A rose may convey things unsaid, such as Octavian’s love for Sophie in Rosenkavalier, or may ignore things said, such as the nightingale’s love for the flower in Britten’s song.
“The nightingale and the rose” is the fourth song in The Poet’s Echo (‘Ekho Po’eta), op.76 (1965), a cycle of 6 songs for high voice and piano setting poems by Pushkin in the original. The Britten-Pears Foundation explains that the title of the cycle means that “no matter how much the artist may strive to convey his message, it is his destiny to receive no response from an uncomprehending world.” It used to be a Romantic topos that in “Eastern” poetry nightingale and rose symbolize the poet and his beloved, hence the “eastern nightingale” in this poem. The poet sings a single stanza in amorous alexandrine verses but fails to be heard. The piano playing of Pantelis Polychronidis is fully aware of the conventionality of the poetic topos, with bird and rose playing their assigned roles, yet remains in melodic tension with the female voice as if the pianist is the poet.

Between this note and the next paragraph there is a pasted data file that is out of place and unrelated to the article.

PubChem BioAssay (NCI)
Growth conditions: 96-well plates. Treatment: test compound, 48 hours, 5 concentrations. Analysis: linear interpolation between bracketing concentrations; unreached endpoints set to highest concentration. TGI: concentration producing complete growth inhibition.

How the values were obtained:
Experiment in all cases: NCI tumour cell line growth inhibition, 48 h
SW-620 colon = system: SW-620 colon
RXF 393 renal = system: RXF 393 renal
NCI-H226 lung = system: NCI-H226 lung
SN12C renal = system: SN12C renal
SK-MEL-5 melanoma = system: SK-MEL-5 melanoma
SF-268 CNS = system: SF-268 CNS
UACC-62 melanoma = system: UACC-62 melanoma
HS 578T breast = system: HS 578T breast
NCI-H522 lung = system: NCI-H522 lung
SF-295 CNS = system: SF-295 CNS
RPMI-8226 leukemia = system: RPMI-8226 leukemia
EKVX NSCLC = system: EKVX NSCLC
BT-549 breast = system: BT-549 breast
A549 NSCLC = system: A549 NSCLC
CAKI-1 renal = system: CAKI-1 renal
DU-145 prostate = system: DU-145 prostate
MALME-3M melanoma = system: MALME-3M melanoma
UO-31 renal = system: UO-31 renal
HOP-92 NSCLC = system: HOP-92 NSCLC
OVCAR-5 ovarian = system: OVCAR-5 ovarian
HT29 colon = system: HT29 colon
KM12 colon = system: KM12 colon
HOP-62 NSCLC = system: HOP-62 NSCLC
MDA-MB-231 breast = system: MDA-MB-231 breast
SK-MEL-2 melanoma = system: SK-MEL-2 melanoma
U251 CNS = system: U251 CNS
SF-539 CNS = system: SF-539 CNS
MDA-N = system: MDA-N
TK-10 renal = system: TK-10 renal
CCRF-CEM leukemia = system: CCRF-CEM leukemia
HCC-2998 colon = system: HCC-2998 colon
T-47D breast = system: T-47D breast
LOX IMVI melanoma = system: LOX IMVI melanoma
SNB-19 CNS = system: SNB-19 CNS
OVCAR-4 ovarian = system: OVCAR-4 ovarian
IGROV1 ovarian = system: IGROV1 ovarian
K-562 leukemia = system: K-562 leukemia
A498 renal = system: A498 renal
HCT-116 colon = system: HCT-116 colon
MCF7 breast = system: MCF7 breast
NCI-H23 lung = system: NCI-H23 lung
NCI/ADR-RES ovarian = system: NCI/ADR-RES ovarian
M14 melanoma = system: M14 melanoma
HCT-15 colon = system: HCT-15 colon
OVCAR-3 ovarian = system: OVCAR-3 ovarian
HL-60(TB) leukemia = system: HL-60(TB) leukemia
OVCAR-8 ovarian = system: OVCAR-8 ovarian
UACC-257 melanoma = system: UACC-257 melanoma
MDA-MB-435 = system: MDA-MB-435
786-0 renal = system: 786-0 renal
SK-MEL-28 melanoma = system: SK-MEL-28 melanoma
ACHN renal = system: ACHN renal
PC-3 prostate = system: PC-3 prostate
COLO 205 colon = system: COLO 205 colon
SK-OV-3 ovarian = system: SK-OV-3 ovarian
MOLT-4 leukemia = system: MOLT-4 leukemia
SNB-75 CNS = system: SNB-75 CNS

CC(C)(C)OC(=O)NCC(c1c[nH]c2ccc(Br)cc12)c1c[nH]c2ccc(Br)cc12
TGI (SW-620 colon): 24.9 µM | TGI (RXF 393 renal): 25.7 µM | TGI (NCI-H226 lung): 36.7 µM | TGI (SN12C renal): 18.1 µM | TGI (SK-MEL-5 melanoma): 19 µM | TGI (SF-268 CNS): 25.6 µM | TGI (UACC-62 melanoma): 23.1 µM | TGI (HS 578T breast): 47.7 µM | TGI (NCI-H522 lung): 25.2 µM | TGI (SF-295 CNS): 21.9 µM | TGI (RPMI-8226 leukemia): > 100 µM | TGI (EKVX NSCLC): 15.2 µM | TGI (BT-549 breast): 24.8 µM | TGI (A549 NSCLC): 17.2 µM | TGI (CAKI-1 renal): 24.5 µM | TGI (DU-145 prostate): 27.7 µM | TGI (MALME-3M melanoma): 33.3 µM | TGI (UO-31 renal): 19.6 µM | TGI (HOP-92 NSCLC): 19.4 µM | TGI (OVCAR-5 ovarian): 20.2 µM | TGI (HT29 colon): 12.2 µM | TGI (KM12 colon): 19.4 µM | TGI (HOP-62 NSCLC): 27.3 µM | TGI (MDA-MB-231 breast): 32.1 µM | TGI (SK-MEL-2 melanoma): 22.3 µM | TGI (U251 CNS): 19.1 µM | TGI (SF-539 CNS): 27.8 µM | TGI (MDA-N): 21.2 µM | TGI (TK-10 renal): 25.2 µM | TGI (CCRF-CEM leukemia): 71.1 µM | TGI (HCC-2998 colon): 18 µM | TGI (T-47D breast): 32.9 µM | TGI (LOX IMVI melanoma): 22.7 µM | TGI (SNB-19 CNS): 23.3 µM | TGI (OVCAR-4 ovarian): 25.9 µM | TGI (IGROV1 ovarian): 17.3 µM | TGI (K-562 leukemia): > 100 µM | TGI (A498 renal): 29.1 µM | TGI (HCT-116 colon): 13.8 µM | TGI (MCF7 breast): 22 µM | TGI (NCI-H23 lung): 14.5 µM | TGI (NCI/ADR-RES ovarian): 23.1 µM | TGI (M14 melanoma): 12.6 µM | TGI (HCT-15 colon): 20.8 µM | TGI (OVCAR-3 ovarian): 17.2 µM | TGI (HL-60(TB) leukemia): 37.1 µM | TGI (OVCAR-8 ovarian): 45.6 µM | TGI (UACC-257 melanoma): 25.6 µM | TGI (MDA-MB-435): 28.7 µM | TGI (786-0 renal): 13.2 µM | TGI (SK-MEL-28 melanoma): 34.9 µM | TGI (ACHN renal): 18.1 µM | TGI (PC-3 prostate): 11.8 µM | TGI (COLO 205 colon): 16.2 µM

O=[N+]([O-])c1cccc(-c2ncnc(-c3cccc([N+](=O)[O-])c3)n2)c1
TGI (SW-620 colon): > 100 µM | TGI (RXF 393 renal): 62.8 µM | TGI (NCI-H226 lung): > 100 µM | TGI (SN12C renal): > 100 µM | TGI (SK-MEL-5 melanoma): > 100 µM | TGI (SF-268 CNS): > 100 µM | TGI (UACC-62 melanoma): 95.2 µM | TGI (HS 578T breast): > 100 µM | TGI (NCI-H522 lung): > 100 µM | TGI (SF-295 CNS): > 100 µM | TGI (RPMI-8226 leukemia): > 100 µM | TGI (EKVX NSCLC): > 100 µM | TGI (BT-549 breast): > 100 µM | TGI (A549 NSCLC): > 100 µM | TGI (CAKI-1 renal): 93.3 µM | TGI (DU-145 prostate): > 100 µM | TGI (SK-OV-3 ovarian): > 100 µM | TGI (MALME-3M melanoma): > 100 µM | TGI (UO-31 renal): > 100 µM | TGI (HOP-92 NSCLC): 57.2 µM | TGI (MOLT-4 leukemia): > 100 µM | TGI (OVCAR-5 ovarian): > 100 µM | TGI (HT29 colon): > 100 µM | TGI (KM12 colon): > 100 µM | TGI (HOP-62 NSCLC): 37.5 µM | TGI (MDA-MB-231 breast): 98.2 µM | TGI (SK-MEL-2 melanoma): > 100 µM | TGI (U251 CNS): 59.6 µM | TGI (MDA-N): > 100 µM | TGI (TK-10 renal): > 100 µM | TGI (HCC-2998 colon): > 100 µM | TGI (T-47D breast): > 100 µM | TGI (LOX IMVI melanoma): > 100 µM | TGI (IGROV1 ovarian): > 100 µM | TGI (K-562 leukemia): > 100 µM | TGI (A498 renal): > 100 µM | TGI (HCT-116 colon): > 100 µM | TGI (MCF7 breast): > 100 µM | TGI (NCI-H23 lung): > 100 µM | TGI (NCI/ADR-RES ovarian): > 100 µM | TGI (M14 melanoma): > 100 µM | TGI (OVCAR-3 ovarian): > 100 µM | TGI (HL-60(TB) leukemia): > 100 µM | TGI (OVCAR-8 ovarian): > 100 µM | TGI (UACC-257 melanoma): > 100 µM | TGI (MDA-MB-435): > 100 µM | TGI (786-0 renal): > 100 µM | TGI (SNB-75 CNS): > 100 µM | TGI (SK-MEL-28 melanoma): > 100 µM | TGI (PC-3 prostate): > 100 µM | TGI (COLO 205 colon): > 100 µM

May 16, 2015
Aleksandr Pushkin: “The nightingale and the rose” (1827)
In the silence of the gardens, in the spring, in the darkness of the nights
An eastern nightingale sings over a rose.
But the dear rose does not feel, pays no heed,
And it swings and slumbers to the amorous hymn.
Are you not singing for a cold beauty?
Come to your senses, o poet, to what are you aspiring?
She does not listen, does not feel the poet;
You see, she blooms; you beseech — there is no answer.
Translation from Russian by Lyle Neff